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Neurobehavioural symptoms and acute pesticide poisoning: a cross-sectional study among male pesticide applicators selected from three commercial farming systems in Ethiopia

Abstract

Objective To estimate prevalence of acute pesticide poisoning (APP) and its association with neurobehavioural symptoms in Ethiopian pesticide applicators.

Methods We performed a cross-sectional survey among 256 pesticide applicators from small-scale irrigated farms, a large-scale open farm and large-scale greenhouses. APP was ascertained using a modified WHO case definition, and neurobehavioural symptoms were collected with a standardised questionnaire (Q16). Exposure to pesticides was estimated using detailed exposure algorithms specifically developed for Ethiopian farms. Multiple logistic regression models were used to estimate risk of APP and its association with neurobehavioural symptoms.

Results Overall APP prevalence was 16%. Working as an applicator in greenhouses was strongly associated with APP (OR 3.00, 95% CI 1.38 to 6.54). Estimated annual pesticide exposure was also associated with APP (OR 1.14, 95% CI 1.00 to 1.20). Longer duration of employment appeared to be negatively associated with APP. Having had an APP was strongly associated with reporting more neurobehavioural symptoms (OR 2.15, 95% CI 1.01 to 4.58) independent of cumulative pesticide exposure. Cumulative exposure to pesticides appeared to be associated with neurobehavioural symptoms among applicators without and with APP.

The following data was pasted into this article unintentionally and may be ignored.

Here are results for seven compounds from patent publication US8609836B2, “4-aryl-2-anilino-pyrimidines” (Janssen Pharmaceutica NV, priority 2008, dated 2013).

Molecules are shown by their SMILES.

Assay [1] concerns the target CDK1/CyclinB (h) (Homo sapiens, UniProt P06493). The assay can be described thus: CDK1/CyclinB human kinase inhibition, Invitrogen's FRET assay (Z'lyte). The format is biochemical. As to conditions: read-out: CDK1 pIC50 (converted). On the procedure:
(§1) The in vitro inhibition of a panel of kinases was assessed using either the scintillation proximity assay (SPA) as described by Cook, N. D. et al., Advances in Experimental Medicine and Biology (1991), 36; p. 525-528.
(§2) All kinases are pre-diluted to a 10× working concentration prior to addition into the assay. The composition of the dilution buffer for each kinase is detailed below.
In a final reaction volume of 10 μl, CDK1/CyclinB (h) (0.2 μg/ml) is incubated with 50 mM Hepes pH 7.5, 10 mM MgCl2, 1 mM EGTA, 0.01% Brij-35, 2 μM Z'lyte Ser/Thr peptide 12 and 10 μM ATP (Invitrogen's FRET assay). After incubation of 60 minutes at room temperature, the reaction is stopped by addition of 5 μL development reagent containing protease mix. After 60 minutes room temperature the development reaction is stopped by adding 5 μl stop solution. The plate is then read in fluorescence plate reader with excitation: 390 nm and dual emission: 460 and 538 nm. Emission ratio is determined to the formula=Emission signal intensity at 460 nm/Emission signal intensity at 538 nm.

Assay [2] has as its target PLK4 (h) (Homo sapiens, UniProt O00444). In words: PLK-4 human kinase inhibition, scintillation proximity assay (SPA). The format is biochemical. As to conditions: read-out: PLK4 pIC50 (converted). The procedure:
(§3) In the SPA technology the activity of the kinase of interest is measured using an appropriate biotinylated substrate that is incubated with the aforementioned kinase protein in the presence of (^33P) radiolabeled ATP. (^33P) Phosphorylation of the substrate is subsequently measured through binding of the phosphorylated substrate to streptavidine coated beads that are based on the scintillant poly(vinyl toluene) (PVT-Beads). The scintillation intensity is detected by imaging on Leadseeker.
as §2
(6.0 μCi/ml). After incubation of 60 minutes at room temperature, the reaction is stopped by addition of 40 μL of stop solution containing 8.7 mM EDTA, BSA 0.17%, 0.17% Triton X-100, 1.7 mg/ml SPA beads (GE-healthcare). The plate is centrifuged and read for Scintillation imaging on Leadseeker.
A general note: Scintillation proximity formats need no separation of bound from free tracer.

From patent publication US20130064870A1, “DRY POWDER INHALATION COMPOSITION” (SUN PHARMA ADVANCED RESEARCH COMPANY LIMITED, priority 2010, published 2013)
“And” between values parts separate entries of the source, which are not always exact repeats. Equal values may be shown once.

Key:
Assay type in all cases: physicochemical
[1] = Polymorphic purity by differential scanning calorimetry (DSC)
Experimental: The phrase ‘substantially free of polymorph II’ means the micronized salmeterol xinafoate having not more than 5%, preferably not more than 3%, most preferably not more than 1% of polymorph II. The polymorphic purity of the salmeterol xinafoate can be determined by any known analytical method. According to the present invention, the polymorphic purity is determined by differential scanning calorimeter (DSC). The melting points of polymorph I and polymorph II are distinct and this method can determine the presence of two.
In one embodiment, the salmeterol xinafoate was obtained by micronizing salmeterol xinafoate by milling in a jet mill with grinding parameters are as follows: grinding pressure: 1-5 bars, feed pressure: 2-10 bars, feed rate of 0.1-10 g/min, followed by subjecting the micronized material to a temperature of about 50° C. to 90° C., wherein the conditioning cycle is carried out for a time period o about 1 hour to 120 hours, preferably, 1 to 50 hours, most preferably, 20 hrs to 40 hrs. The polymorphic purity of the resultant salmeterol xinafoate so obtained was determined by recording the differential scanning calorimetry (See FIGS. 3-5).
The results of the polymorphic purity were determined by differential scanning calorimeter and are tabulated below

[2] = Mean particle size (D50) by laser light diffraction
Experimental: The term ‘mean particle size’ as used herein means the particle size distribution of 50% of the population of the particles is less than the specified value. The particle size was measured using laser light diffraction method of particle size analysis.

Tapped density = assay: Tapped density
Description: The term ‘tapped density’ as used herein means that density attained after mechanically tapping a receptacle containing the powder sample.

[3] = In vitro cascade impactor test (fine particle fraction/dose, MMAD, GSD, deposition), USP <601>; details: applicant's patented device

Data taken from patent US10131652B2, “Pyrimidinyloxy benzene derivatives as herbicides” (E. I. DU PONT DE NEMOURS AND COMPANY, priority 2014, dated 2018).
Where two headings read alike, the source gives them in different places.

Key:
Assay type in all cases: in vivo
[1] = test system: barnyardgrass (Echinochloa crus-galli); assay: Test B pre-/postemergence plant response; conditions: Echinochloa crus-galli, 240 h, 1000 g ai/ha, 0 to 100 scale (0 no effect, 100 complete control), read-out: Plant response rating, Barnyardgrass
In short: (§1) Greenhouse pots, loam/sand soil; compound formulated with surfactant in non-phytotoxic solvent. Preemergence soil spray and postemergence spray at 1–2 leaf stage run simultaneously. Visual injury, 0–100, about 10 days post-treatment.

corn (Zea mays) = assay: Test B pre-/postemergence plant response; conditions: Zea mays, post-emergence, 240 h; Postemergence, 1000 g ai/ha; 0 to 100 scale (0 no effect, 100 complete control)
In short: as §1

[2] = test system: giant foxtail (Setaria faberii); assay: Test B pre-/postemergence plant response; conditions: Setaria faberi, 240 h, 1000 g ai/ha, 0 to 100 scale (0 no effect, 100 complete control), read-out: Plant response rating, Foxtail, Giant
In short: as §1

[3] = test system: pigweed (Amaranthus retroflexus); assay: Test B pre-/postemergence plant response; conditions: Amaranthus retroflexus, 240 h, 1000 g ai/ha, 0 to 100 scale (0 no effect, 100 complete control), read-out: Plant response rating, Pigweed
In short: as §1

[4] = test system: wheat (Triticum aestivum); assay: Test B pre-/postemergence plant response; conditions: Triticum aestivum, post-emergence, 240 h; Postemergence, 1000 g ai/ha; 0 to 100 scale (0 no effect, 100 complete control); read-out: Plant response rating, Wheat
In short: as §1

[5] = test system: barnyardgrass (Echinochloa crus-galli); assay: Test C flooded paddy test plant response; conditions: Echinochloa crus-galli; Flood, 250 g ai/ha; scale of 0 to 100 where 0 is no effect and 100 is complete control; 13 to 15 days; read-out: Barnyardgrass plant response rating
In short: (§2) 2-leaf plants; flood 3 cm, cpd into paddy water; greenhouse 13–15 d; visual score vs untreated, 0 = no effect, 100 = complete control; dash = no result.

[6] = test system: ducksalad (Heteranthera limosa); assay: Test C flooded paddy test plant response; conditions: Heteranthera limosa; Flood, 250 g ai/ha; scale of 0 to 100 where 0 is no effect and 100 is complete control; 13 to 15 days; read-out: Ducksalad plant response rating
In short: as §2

Conclusions We showed a substantial prevalence of APP that differed between farming systems and was strongly associated with neurobehavioural symptoms. Intensity of exposure was also clearly associated with these symptoms. Reduction and control of occupational exposure to pesticides is urgently needed in Ethiopia.

  • acute pesticide poisoning
  • neurobehavioral symptoms
  • occupational exposure
  • ethiopia

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